At Capclave last fall, I was telling David Hartwell anecdotes about the self-publication ordeal I had just about finished enduring, and he suggested that I do a feature article for The New York Review of Science Fiction
about that. So, when I finally got to the end of the tunnel, and emerged blinking into the light, I sat down and wrote one. The worst
stories I didn't want to tell in print, as least not as long as I still needed to have dealings with the press in question. But by that time I had also understood that an awful lot of my misery had been brought about by two factors: my extremely, indeed incredibly, low level of computer skills, and my failure to understand what a wholesaler's 55% discount means to the profit margin when you have paid to manufacture the book yourself. No way to blame anybody else for either of those.
Michael Levy's long, thoughtful review of The Bird Shaman
had appeared in NYRSF
in October. To follow that up with a feature story in which the title of the novel appeared prominently and repeatedly seemed like a publicity opportunity not to be missed. Plus I did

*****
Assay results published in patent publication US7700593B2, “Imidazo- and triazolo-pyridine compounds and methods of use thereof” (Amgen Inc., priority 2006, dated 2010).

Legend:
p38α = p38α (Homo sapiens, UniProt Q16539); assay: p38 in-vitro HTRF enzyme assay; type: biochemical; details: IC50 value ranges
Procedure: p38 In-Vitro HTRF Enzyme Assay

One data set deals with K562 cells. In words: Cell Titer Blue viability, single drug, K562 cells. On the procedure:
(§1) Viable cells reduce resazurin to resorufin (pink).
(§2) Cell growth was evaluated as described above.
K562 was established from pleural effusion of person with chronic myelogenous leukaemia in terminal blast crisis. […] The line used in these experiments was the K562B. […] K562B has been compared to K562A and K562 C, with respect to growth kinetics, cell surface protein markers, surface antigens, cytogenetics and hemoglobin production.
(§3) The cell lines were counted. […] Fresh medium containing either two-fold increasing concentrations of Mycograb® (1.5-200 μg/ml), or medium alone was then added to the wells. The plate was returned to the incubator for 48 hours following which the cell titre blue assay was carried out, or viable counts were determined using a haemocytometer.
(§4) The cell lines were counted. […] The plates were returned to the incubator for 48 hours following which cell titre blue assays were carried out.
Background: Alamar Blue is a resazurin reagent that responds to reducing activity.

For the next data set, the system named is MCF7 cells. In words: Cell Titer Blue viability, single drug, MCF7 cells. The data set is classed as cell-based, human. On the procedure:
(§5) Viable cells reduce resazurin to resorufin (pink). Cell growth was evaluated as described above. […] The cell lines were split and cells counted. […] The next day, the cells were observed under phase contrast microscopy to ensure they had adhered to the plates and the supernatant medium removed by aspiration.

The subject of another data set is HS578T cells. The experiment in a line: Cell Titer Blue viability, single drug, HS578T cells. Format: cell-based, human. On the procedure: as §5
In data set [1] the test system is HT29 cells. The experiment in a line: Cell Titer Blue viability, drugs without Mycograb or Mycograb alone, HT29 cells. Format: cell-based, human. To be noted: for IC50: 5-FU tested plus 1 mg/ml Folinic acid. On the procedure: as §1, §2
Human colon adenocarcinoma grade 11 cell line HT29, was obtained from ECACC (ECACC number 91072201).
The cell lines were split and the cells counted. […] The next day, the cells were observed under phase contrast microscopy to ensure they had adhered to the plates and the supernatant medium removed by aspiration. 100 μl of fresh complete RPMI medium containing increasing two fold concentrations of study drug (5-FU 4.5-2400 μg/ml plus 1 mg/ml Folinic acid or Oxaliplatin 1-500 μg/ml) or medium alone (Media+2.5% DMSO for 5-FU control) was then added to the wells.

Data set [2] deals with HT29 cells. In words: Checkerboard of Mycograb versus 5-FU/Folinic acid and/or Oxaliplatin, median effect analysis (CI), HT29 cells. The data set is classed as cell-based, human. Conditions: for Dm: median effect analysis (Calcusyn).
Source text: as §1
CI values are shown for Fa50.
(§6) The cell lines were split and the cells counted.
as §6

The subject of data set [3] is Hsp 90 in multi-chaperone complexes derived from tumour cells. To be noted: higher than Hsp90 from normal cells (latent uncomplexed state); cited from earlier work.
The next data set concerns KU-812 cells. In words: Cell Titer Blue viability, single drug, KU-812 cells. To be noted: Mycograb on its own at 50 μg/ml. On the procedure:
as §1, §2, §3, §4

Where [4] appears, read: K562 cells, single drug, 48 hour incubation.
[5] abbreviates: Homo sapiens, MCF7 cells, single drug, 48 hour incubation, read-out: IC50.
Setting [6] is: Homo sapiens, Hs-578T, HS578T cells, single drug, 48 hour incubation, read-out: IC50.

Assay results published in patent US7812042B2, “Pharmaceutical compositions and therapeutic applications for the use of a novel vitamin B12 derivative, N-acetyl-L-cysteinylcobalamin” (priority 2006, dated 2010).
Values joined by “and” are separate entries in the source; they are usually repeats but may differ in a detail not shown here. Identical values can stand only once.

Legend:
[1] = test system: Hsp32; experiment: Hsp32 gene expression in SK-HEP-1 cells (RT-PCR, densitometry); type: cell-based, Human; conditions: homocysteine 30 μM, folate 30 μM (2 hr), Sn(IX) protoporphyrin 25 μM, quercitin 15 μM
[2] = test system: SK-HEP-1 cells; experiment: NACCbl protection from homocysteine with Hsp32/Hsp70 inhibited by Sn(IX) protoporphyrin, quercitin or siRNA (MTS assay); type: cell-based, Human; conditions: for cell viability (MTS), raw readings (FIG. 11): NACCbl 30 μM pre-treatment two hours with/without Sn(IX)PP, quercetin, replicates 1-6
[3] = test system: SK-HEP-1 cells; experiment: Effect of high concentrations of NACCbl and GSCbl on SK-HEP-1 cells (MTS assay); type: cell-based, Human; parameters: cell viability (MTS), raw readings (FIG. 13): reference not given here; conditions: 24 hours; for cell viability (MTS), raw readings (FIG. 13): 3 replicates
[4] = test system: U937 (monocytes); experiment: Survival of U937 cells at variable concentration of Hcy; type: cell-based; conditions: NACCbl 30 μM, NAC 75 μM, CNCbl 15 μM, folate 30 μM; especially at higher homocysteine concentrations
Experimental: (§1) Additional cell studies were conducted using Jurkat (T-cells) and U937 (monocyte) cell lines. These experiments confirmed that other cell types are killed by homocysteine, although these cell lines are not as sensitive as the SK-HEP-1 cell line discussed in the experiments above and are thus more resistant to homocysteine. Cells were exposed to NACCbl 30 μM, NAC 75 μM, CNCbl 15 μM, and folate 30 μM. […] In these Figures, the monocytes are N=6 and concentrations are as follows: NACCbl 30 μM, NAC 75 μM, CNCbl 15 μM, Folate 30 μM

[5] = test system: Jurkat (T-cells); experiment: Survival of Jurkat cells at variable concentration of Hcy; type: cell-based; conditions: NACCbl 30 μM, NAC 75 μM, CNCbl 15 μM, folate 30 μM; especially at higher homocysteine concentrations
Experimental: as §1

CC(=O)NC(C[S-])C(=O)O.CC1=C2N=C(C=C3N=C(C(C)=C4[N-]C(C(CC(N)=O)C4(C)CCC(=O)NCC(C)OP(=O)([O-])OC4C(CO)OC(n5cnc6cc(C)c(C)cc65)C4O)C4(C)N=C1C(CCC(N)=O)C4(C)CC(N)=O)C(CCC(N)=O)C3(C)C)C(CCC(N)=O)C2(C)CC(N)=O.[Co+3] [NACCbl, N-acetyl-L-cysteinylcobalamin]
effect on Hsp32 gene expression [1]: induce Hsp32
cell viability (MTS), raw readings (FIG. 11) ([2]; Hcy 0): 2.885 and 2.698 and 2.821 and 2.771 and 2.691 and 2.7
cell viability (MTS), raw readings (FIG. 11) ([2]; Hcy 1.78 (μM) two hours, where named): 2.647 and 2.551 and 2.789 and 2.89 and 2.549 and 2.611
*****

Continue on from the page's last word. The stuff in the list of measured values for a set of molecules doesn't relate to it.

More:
have useful things to say about self-publication, which--had somebody said them to me before I took the plunge--could have saved me a lot of grief.
The finished piece turned out pretty well and was published in the February issue. NYRSF
is a print-only magazine, so I can't provide you with a link to the article, but I think you would enjoy it, if only to count your blessings at not having been forced to go that particular route to publication.
David told me that a number of people commented on the piece at Boskone, and quite a few had picked up The Bird Shaman
from his table at the dealer's room to look it over, but nobody bought one. Hm. Well, I thought, I wasn't at Boskone, I wasn't reading or autographing; let's see how it goes in Orlando at ICFA.
At ICFA it almost seemed that everybody in attendance had seen my self-pub article; person after person brought it up when we bumped into each other. Copies of Bird Shaman
s were in the bookstore; the stack had to be neatened up all the time. People were obviously picking the books up and looking at them, just like at Boskone. This time I was there. I did a well-attended (thank you, fellow readers Terry Bisson and GOH Robert Charles Wilson) reading from the novel. I did an autographing.
David sold two copies of The Bird Shaman
I guess the point of this little morality tale is that I still have no freaking idea, going in, what does and doesn't work where publicity is concerned. Now
I see that the article is about the self-publishing process and the pitfalls thereof, and not about the novel as a novel. A piece like that should be viewed as an end in itself, not a means to moving books. Now I get it. Why didn't I get it before?
On the other hand, maybe a few people snuck home from Orlando and ordered slightly used copies from Amazon for cheap, so they didn't have to carry a fat book home on the plane...